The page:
Everyone was then invited to walk a lap in Relay for Life, in memory of Grace. Nearly 1,200 people attended her funeral service, which was held at Temple Rodef Shalom in Virginia on Tuesday, April 21, 2015. Interment took place after the service at King David Memorial Gardens. In lieu of flowers, memorial contributions may be made to RCASA (Rappahannock Council Against Sexual Assault) www.rcasa.org. Grace’s family also intends to establish a fund at the University of Mary Washington to honor Grace.
In a final statement, Lehman said: “It’s been so hard on us all. Education seems to be the absolute key in any environment: to help the community, our campus, and women and girls in general. We will continue to educate people about feminism and sexual assault policies, as well enforce them. Stay brave, stay empowered, and stay unequivocally yourself. Spread love in any way you can. And above all, don’t be “just” anything. Feminists United is a group aiming for beneficial change on our campus, and in our community, and Grace fought wholeheartedly for that. She loved UMW more than anything, and I just wish she could have seen what her voice did for this campus.”
Feminists United went on to file a federal complaint against the university, charging administrators with “systemic failure to protect” members of the group from “a sexually hostile school environment, sex-based cyber assaults, and threats of physical and sexual violence.” They claim that administrators were well aware of the numerous Yik Yak threats of rape and worse against the members, but did nothing to stop them.
Some have argued that the school is not to blame because students are adults and should be able to handle their own affairs. However, it is clear that the students here felt extremely unsafe. Washington Post reports that many students took to carrying rape whistles and walked in groups. Despite the fact that students are legally adults, it is the University’s clear responsibility to protect students and do their absolute best to ensure a safe campus environment.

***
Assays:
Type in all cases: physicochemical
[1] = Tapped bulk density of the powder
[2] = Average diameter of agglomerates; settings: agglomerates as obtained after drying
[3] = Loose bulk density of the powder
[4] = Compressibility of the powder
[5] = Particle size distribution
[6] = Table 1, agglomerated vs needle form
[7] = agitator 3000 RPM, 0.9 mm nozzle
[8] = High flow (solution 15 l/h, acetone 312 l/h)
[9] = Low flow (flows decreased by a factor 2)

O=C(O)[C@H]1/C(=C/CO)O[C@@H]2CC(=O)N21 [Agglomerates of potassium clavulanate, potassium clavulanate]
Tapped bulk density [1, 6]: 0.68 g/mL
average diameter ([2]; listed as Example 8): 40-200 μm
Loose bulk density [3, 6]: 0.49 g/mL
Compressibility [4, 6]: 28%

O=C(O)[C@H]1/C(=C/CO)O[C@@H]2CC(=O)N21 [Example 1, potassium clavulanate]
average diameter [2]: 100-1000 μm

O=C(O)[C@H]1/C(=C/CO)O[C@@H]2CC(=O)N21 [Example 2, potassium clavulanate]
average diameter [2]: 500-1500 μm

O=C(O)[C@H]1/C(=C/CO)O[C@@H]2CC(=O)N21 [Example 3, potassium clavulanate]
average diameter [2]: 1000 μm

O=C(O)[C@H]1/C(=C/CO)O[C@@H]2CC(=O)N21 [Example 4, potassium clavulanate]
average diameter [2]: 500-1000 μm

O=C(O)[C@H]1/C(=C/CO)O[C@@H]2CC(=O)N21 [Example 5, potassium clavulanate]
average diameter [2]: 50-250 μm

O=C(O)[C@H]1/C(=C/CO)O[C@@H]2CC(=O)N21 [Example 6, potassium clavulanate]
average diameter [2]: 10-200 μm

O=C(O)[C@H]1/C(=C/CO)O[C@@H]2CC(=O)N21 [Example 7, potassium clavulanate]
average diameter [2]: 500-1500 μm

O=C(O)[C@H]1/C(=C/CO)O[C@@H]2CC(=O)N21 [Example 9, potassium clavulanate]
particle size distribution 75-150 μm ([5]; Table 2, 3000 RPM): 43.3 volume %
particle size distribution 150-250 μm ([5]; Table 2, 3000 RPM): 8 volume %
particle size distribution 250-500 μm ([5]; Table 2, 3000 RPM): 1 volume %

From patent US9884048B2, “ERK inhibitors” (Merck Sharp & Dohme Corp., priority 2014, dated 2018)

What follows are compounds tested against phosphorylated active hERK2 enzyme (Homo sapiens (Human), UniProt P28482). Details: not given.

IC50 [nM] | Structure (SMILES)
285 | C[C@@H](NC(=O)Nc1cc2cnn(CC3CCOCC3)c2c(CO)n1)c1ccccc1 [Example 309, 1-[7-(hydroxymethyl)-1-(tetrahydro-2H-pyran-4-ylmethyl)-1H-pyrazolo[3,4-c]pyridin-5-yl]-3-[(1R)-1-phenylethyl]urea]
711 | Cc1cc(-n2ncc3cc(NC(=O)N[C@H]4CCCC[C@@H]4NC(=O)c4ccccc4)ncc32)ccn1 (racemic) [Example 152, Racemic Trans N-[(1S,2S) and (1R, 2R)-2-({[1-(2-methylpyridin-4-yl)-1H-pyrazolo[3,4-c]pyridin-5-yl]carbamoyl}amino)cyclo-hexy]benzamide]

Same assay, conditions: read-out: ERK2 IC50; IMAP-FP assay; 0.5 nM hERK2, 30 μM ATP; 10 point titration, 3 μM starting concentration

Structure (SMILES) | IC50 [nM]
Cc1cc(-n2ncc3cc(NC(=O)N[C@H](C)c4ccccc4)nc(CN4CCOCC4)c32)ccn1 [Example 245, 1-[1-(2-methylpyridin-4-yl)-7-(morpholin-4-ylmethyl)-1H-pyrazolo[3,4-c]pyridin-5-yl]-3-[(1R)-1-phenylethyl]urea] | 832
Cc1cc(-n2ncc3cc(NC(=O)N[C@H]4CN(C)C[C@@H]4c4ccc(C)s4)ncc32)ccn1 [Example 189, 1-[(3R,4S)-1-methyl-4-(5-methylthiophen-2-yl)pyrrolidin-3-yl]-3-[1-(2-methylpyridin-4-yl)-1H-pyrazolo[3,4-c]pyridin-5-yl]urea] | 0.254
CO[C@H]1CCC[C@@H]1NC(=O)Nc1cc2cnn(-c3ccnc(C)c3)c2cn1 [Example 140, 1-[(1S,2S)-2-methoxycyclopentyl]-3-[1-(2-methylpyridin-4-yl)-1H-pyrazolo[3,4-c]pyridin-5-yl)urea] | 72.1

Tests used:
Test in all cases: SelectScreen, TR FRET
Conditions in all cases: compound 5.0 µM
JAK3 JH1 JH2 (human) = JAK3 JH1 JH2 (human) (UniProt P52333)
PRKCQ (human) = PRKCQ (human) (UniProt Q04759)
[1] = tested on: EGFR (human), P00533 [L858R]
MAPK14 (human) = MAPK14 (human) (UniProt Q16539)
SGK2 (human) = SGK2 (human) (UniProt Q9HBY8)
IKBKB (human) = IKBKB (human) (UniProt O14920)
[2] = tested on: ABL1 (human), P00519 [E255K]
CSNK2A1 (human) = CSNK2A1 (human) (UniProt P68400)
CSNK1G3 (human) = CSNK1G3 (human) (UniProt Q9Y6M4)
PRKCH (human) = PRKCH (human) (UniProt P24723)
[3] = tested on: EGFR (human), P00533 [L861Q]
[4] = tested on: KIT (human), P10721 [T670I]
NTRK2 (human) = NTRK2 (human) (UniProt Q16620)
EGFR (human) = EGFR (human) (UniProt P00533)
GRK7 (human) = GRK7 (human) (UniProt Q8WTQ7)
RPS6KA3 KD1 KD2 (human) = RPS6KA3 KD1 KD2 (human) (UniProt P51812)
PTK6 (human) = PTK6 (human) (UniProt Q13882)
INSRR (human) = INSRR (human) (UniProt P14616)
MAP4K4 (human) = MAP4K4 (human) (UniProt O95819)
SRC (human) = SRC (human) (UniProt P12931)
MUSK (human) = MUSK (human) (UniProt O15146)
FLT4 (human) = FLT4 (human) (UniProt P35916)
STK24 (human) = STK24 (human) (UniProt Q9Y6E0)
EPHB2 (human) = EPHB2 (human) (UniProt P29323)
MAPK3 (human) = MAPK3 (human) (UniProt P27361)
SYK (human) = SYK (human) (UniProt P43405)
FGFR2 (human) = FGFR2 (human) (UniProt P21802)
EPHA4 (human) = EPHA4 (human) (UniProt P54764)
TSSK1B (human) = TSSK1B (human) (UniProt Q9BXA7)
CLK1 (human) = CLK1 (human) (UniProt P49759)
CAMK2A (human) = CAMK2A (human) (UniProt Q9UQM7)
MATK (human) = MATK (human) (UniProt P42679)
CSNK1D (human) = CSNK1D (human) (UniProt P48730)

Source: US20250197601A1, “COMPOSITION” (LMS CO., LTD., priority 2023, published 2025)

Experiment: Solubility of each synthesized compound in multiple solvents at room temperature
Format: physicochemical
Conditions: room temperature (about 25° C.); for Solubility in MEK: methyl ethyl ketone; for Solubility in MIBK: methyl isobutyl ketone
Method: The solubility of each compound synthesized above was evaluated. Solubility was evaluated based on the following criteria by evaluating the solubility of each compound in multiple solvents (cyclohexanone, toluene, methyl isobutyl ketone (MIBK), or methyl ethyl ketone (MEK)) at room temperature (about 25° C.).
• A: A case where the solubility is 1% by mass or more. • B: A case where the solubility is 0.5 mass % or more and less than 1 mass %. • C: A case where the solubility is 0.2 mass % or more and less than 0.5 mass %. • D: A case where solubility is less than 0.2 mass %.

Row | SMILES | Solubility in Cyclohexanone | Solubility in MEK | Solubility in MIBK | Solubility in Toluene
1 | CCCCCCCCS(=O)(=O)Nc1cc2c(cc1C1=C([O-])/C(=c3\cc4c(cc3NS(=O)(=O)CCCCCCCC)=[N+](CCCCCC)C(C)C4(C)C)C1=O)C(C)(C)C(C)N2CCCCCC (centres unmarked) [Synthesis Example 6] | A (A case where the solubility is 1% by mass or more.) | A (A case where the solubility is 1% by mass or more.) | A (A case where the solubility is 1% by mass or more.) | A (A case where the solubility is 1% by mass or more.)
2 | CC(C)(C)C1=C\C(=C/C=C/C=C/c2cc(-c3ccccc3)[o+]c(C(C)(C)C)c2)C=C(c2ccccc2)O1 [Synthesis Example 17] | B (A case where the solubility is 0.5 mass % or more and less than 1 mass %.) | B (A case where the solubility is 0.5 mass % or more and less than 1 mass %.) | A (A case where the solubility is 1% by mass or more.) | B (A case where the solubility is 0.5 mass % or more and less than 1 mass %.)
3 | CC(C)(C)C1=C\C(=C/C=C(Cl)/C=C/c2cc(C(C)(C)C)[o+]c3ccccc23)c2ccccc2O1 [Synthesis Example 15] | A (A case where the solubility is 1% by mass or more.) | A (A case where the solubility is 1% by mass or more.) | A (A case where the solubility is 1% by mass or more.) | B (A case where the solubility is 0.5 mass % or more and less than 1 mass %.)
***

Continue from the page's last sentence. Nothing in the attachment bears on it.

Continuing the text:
It is inspiring for us, UCLA’s FEM Magazine, to hear of the work these women are doing on their campus in order to educate students and administrators about feminism, define sexual assault/harassment, and enact stronger legislation. It is also inspiring for us to see how they kept going in the face of extreme opposition. We stand in solidarity with members of Feminists United on Campus: as feminists, fellow college students, and activists. We also send our personal condolences to the family and friends of Grace Mann.
May the world never forget her smile nor her passion for justice. The world is a better place because of her advocacy, and her legacy lives on in all of us. Rest in Power, Grace.